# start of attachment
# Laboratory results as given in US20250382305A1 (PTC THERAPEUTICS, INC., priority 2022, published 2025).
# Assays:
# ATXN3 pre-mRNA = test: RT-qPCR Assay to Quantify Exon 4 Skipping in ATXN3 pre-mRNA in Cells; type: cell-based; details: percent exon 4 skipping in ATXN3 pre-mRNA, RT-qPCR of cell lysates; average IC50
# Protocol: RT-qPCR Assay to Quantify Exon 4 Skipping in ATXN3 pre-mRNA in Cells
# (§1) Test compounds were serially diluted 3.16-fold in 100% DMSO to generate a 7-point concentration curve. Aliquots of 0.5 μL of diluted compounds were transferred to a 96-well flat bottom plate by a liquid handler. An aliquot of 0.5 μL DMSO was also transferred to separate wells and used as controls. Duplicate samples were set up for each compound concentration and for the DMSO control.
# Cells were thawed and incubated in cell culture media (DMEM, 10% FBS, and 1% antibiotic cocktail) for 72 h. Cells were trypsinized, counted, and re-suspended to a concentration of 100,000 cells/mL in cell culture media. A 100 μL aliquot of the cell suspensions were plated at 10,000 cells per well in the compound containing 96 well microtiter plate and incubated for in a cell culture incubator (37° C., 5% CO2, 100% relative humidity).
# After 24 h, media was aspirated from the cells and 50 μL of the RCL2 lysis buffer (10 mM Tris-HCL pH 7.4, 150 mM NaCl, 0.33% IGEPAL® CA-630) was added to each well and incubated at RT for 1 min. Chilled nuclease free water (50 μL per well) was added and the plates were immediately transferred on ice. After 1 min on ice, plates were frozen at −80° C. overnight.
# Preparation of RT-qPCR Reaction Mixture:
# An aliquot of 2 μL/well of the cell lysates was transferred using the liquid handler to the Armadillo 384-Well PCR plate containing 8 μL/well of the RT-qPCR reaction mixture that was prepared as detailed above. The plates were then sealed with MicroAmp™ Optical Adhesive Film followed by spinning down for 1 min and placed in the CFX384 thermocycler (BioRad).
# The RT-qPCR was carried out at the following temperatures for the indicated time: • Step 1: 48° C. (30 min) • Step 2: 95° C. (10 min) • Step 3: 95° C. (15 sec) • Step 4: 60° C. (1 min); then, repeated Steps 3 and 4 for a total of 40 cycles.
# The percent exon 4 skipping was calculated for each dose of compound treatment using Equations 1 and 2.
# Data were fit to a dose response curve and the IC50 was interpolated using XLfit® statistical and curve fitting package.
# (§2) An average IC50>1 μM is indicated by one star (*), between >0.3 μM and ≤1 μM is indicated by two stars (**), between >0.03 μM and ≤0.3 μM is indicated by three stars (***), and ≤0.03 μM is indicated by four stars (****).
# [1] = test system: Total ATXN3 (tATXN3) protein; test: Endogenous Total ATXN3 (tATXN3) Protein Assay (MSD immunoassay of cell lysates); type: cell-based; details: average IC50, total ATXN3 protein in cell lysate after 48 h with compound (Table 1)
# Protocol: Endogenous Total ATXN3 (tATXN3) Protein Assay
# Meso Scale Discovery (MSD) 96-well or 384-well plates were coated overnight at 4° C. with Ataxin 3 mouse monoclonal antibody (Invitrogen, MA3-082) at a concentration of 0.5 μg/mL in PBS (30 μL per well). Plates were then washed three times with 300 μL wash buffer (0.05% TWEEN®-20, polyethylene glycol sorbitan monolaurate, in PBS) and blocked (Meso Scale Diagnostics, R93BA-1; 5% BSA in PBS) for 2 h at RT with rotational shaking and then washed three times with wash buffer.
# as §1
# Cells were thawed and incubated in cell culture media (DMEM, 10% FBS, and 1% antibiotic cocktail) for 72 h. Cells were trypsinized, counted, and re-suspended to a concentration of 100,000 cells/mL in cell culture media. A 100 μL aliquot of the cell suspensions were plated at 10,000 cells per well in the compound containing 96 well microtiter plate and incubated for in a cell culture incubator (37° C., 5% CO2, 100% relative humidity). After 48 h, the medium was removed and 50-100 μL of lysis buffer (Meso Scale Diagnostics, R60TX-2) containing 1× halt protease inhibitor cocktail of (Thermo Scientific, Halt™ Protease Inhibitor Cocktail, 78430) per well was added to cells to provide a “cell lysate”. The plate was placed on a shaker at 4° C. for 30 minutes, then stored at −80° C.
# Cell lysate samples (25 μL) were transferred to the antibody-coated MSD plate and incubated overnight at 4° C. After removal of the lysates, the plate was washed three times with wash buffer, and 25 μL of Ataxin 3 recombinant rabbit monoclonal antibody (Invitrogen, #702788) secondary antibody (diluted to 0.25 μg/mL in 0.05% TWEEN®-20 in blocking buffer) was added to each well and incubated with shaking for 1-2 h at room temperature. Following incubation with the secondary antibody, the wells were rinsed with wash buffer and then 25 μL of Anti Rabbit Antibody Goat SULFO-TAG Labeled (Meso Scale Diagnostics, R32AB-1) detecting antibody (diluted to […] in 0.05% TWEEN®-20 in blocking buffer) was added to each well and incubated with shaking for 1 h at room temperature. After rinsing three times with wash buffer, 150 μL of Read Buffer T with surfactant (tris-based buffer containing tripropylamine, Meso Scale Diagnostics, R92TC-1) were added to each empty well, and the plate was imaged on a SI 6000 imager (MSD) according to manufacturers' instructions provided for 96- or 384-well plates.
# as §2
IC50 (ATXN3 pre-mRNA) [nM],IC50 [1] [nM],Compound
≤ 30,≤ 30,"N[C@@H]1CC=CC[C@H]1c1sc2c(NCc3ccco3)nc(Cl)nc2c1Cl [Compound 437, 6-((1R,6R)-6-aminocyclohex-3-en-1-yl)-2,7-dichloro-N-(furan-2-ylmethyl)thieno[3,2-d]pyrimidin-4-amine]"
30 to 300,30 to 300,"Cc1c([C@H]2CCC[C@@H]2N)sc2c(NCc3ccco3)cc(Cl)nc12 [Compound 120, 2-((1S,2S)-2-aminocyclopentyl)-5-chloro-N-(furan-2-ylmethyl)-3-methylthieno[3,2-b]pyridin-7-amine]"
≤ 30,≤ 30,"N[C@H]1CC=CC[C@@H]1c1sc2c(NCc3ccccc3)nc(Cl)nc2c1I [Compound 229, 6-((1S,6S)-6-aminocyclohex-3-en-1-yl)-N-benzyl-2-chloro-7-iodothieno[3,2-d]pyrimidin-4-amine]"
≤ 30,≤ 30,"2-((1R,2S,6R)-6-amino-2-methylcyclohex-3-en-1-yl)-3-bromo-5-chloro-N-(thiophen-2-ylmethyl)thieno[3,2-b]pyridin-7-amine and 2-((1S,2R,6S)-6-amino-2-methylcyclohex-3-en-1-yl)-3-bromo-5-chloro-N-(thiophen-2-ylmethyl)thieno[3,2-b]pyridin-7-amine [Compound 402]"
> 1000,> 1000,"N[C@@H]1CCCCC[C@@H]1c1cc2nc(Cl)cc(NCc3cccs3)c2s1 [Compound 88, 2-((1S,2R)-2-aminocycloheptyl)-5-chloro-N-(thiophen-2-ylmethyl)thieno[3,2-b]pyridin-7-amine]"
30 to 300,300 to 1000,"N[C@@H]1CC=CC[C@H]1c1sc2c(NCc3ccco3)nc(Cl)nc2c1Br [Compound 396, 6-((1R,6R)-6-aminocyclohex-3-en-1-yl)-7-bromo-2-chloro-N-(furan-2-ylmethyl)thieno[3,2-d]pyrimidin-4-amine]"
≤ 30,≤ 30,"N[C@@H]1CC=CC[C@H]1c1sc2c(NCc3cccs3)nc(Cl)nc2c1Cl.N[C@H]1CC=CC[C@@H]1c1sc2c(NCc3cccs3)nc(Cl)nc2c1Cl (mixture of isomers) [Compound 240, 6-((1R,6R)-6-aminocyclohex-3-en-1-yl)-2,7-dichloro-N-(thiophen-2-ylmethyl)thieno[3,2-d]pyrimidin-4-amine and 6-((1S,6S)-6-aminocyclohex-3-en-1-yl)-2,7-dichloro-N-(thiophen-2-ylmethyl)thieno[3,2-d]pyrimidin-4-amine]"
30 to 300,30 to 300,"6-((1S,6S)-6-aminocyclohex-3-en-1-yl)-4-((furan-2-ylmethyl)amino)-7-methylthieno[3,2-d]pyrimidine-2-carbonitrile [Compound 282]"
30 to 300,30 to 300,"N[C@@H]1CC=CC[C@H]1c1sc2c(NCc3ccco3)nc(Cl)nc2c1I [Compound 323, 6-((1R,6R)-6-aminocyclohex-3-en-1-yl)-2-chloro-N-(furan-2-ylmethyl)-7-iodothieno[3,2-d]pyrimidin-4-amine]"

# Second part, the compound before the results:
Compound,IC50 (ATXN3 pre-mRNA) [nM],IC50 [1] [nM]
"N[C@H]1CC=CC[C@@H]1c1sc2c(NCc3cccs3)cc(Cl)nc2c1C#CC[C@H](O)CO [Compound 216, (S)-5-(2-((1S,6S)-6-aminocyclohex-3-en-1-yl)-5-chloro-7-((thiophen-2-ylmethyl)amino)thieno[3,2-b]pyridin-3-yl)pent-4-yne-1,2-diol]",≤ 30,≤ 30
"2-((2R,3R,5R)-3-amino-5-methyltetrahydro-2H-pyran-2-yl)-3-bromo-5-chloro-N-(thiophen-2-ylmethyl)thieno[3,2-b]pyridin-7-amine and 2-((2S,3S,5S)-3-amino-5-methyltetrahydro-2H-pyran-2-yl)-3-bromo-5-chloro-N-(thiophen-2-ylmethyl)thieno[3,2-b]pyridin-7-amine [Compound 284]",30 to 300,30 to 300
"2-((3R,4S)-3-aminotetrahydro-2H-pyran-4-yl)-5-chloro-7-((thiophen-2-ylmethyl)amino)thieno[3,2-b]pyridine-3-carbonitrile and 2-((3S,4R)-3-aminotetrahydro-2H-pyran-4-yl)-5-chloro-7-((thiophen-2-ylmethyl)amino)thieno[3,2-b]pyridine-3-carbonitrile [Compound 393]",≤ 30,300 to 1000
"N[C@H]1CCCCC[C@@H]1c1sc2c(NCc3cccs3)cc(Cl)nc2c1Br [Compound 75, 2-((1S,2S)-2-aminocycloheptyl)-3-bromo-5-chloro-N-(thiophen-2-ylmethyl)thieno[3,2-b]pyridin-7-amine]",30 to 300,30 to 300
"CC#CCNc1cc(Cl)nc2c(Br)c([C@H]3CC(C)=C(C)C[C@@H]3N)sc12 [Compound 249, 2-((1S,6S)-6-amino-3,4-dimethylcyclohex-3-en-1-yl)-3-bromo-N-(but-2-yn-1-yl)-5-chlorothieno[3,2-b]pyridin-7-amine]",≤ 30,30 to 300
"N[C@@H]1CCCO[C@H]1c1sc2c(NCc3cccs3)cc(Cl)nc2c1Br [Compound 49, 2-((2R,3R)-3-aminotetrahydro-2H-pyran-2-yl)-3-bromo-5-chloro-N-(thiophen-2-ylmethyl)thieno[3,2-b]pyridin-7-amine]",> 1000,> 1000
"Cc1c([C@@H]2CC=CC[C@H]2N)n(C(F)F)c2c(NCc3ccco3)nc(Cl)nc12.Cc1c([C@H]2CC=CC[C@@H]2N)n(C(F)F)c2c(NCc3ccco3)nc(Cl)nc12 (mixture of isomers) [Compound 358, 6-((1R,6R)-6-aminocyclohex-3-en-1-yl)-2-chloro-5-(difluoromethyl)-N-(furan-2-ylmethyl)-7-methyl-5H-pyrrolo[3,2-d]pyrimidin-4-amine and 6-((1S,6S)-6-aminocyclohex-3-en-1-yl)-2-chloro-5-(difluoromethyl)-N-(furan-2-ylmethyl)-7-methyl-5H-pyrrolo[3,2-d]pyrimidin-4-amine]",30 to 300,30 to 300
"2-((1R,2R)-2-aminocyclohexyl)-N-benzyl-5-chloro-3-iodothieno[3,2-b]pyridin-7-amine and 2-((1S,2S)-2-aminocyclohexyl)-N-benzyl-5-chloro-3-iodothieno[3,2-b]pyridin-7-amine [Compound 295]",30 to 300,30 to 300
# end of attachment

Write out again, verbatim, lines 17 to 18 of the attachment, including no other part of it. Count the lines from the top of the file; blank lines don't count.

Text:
# as §1
# Cells were thawed and incubated in cell culture media (DMEM, 10% FBS, and 1% antibiotic cocktail) for 72 h. Cells were trypsinized, counted, and re-suspended to a concentration of 100,000 cells/mL in cell culture media. A 100 μL aliquot of the cell suspensions were plated at 10,000 cells per well in the compound containing 96 well microtiter plate and incubated for in a cell culture incubator (37° C., 5% CO2, 100% relative humidity). After 48 h, the medium was removed and 50-100 μL of lysis buffer (Meso Scale Diagnostics, R60TX-2) containing 1× halt protease inhibitor cocktail of (Thermo Scientific, Halt™ Protease Inhibitor Cocktail, 78430) per well was added to cells to provide a “cell lysate”. The plate was placed on a shaker at 4° C. for 30 minutes, then stored at −80° C.